The Uffizi Gallery is a prominent art museum located adjacent to the Piazza della Signoria in the Historic Centre of Florence in the region of Tuscany, Italy. One of the most important Italian museums and the most visited, it is also one of the largest and best known in the world and holds a collection of priceless works, particularly from the period of the Italian Renaissance.
After the ruling house of Medici died out, their art collections were gifted to the city of Florence under the famous Patto di famiglia negotiated by Anna Maria Luisa, the last Medici heiress. The Uffizi is one of the first modern museums. The gallery had been open to visitors by request since the sixteenth century, and in 1765 it was officially opened to the public, formally becoming a museum in 1865.
Today, the Uffizi is one of the most popular tourist attractions of Florence and one of the most visited art museums in the world.
4. Musei Vaticani, Vatican city state
I Musei Vaticani sono il polo museale della Città del Vaticano.Fondati da papa Giulio II nel XVI secolo, occupano gran parte del vasto cortile del Belvedere e sono una delle raccolte d'arte più grandi del mondo, dal momento che espongono l'enorme collezione di opere d'arte accumulata nei secoli dai papi: la Cappella Sistina e gli appartamenti papali affrescati da Michelangelo e Raffaello sono parte delle opere che i visitatori possono ammirare nel loro percorso. Benché i musei si trovino interamente in territorio vaticano, il loro ingresso si trova in territorio italiano, in viale Vaticano 6 a Roma.
The Vatican Museums (Italian: Musei Vaticani; Latin: Musea Vaticana) are the public art and sculpture museums in the Vatican City. They display works from the immense collection amassed by the Roman Catholic Church and the Papacy throughout the centuries including several of the most renowned Roman sculptures and most important masterpieces of Renaissance art in the world. The museums contain roughly 70,000 works, of which 20,000 are on display, and currently employ 640 people who work in 40 different administrative, scholarly, and restoration departments.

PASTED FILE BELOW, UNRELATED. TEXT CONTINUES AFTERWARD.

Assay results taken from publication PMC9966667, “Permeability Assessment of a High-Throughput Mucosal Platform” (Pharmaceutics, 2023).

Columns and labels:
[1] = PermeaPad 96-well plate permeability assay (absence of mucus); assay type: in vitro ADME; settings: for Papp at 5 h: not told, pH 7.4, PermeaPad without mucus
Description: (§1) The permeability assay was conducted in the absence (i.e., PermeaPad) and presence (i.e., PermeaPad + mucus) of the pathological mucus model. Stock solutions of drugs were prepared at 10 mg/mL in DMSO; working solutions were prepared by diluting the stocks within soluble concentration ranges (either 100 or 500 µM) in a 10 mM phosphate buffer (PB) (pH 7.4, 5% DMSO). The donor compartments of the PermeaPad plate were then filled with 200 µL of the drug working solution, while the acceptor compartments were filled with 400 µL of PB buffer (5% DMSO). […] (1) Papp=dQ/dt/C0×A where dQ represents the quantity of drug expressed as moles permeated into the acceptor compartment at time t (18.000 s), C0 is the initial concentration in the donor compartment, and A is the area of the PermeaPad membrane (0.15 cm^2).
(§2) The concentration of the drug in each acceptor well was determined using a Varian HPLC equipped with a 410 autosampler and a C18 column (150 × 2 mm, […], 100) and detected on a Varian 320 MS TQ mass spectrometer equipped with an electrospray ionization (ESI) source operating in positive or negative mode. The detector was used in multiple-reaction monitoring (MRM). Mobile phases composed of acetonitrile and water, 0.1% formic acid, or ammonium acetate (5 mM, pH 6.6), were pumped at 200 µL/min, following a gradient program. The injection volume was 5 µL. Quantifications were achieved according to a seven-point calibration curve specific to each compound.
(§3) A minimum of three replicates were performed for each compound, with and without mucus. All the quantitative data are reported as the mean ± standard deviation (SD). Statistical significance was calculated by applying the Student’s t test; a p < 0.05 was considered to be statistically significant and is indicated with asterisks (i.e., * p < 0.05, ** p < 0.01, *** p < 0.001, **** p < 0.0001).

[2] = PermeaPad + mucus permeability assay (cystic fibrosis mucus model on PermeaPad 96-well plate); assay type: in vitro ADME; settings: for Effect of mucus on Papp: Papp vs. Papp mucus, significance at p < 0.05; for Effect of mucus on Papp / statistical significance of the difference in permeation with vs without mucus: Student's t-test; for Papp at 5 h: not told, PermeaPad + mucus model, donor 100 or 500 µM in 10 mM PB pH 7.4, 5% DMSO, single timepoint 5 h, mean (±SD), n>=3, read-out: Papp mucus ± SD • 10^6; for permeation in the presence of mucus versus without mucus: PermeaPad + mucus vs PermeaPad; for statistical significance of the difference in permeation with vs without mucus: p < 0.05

Pope Julius II founded the museums in the early 16th century.The Sistine Chapel with its ceiling decorated by Michelangelo and the Stanze di Raffaello decorated by Raphael are on the visitor route through the Vatican Museums.They are one of the largest museums in the world and one of the most visited.
There are 54 galleries, or sale, in total with the Sistine Chapel, notably, being the very last sala within the Museum.
Virtual tour of The Vatican Museums
5. El Museo del Prado, Madrid, Spain
El Museo Nacional del Prado, en Madrid, España, es uno de los más importantes del mundo, singularmente rico en cuadros de maestros europeos de los siglos XVI al XIX, según el historiador del arte e hispanista Jonathan Brown «pocos se atreverían a poner en duda que es el museo más importante del mundo en pintura europea».
Su principal atractivo radica en la amplia presencia de Velázquez, el Greco, Goya (el artista más extensamente representado en el museo),Tiziano, Rubens y el Bosco, de los que posee las mejores y más extensas colecciones que existen a nivel mundial, a lo que hay que sumar destacados conjuntos de autores tan importantes como Murillo, Ribera, Zurbarán, Fra Angelico, Rafael, Veronese, Tintoretto, Patinir, Antonio Moro, Van Dyck o Poussin, por citar solo algunos de los más relevantes.
El inventario de bienes artísticos comprendía, a febrero de 2017, más de 35 000 objetos, desglosados en 8045 pinturas, 9561 dibujos, 5973 estampas y 34 matrices de estampación, 971 esculturas (además de 154 fragmentos), 1189 piezas de artes decorativas, 38 armas y armaduras, 2155 medallas y monedas, por encima de 15 000 fotografías, 4 libros y 155 mapas.
Por endémicas limitaciones de espacio, el museo exhibía una selección de obras de máxima calidad (unas 900), por lo que era definido como «la mayor concentración de obras maestras por metro cuadrado».
Al igual que otros grandes museos europeos, como el Louvre de París y los Uffizi de Florencia, el Prado debe su origen a la afición coleccionista de las dinastías gobernantes a lo largo de varios siglos. Refleja los gustos personales de los reyes españoles y su red de alianzas y sus enemistades políticas, por lo que es una colección asimétrica, insuperable en determinados artistas y estilos, y limitada en otros. Solo desde el siglo XX se procura, con resultados desiguales, solventar las ausencias más notorias.